Daily briefing

10 things you need to know today: June 22, 2018

Trump tells federal agencies to reunite migrant families, the House delays a vote on a compromise immigration bill, and more

1

Trump tells agencies to reunite migrant families

President Trump said Thursday that he was directing federal agencies to start reuniting undocumented migrant children and parents who were separated at the U.S.-Mexico border. Trump's statement came a day after he reversed his administration's policy of splitting up families that tried to enter the country illegally in the face of widespread condemnation. Also on Thursday, first lady Melania Trump visited children being held in a Texas border town. Her visit was interpreted as an exercise in compassion and damage control, but it triggered a fresh barrage of criticism after she was photographed wearing a jacket emblazoned with the phrase, "I really don't care. Do U?" Mrs. Trump's spokesperson tweeted that it was "just a jacket."

2

House delays compromise vote after rejecting conservative immigration bill

The House on Thursday rejected a conservative immigration bill, but by a narrower margin than expected. The bill, proposed by Rep. Bob Goodlatte (R-Va.), failed 193-231, with 41 mostly moderate Republicans joining Democrats against it. House Speaker Paul Ryan (R-Wis.) announced Thursday evening that the House would postpone a vote on a compromise immigration bill until next week. Leaders felt they did not have the 218 votes needed to pass the measure, after the unexpectedly strong support for the more hardline conservative bill. The compromise bill would provide a pathway to citizenship for some undocumented young immigrants and some funding for President Trump's border wall. This was the second time GOP leadership decided to delay the vote; they were supposed to vote on the proposal Thursday, then it was moved to Friday.

3

Pentagon told to prepare to house 20,000 migrant children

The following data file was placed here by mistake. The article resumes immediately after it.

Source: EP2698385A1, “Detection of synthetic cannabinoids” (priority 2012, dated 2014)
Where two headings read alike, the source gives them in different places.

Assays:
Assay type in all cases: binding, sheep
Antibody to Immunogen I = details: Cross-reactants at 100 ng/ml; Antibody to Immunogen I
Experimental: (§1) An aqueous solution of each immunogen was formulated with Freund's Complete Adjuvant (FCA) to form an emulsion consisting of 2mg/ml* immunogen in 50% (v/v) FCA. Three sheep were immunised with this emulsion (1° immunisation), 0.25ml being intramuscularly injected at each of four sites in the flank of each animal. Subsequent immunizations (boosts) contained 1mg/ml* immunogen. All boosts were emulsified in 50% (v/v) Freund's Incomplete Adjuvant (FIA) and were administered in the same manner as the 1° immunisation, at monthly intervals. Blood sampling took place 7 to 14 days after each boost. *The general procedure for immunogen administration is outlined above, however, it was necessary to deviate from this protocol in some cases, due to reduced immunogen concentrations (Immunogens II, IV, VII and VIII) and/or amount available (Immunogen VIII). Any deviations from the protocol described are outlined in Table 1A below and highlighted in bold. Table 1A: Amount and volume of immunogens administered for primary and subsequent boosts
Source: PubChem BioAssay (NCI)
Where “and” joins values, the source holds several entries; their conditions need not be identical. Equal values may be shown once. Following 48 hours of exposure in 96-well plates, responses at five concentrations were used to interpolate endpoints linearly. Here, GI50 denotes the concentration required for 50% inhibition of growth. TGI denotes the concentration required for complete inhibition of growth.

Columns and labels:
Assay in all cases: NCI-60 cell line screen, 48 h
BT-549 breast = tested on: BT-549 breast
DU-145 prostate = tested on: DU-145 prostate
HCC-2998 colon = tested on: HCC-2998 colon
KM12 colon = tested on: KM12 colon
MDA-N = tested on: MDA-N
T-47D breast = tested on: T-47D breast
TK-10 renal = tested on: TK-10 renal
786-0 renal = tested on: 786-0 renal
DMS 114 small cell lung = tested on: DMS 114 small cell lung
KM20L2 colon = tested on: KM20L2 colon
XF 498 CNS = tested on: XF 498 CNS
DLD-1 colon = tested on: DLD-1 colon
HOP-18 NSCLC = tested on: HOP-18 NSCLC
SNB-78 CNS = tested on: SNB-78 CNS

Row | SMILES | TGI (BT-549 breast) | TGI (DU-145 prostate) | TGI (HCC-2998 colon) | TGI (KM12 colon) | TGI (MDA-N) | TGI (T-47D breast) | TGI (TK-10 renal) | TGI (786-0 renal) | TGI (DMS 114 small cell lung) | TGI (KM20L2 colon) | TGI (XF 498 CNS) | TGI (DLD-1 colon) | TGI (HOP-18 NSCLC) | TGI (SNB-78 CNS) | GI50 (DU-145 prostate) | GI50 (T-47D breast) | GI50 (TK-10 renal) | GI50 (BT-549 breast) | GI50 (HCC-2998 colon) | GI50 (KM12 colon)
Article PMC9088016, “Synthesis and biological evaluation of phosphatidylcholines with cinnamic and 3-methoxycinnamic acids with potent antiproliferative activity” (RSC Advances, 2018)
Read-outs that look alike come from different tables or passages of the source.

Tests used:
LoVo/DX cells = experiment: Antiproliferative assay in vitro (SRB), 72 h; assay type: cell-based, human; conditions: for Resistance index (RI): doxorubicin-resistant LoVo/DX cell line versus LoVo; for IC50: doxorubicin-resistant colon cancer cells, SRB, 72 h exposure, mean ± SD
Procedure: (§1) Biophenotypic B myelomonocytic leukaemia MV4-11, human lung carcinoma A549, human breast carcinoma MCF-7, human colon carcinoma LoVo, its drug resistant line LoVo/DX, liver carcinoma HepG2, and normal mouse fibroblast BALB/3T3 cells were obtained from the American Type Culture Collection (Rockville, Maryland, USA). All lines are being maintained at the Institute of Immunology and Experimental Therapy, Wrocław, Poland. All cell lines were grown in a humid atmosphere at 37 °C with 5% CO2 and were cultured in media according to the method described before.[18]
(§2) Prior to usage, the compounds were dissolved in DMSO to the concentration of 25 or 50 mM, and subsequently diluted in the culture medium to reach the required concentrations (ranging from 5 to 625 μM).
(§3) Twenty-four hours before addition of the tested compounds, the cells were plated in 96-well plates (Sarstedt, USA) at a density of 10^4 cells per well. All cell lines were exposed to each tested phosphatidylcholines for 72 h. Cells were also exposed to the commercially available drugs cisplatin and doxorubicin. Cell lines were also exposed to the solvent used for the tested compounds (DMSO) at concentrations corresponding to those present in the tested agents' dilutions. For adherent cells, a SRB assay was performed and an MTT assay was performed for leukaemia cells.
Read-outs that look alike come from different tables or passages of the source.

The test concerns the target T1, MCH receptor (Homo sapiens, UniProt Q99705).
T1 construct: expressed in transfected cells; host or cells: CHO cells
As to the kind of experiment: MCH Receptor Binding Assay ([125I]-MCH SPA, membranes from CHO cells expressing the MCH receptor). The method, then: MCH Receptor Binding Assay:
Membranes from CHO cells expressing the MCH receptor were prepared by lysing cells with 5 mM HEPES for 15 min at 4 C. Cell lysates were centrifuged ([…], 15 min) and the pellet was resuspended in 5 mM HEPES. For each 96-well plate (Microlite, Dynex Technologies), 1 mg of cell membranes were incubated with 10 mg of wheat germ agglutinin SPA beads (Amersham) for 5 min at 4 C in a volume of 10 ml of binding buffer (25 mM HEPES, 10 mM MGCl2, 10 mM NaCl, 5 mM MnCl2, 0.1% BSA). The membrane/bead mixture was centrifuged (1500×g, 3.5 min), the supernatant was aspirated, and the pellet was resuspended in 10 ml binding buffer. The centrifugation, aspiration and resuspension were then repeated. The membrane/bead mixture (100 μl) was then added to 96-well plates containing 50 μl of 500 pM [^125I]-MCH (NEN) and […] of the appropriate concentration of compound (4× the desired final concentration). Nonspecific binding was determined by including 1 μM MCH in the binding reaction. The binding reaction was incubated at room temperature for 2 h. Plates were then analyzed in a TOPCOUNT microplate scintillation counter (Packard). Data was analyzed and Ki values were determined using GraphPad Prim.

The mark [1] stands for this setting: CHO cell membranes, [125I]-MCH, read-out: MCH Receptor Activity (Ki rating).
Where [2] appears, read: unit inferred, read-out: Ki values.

The Pentagon is preparing to house up to 20,000 unaccompanied migrant children on U.S. military bases at the request of the Department of Health and Human Services, news outlets reported Thursday, citing defense officials. The Pentagon said HHS had asked that the makeshift detention facilities be ready "for occupancy as early as July through December 31, 2018." The Pentagon notified lawmakers of the plan in a memo that was sent after President Trump this week reversed a widely condemned policy to separate undocumented children from their parents at the U.S.-Mexico border. Trump's executive order called for detaining parents and children together, but it was not immediately clear whether bases would house parents.

4

Supreme Court rules states can tax more online sales

The Supreme Court ruled Thursday that states can require online retailers to collect sales tax, even if the business has no physical presence in an online shopper's state. The decision is seen as a win for local businesses and governments, which have complained they are missing out on taxes from billions of dollars' worth of sales because of a 1992 ruling that said states could only collect taxes from retailers that had a physical presence there. "This is going to allow state and local governments to improve their tax enforcement and to put local business on a more level playing field," said Carl Davis, research director at the Institute on Taxation and Economic Policy. The decision was 5-4, with Justices John Roberts, Stephen Breyer, Sonia Sotomayor, and Elena Kagan in dissent.

5

Hundreds protest fatal police shooting of Antwon Rose

Hundreds of people took to the streets in Pittsburgh Thursday to protest the fatal shooting of 17-year-old Antwon Rose by an East Pittsburgh police officer a day earlier. The first peaceful marches took place on Wednesday after the shooting. "I want to inspire kids every single day. I want to teach my students that their lives do matter, no matter where they come from," one woman said outside the Alleghany County Courthouse. The unarmed African-American teen was shot seconds after he fled from a vehicle an officer had pulled over because it matched one allegedly involved in an earlier shooting. The confrontation occurred on the officer's first shift, hours after he was sworn in, and was partly captured on video.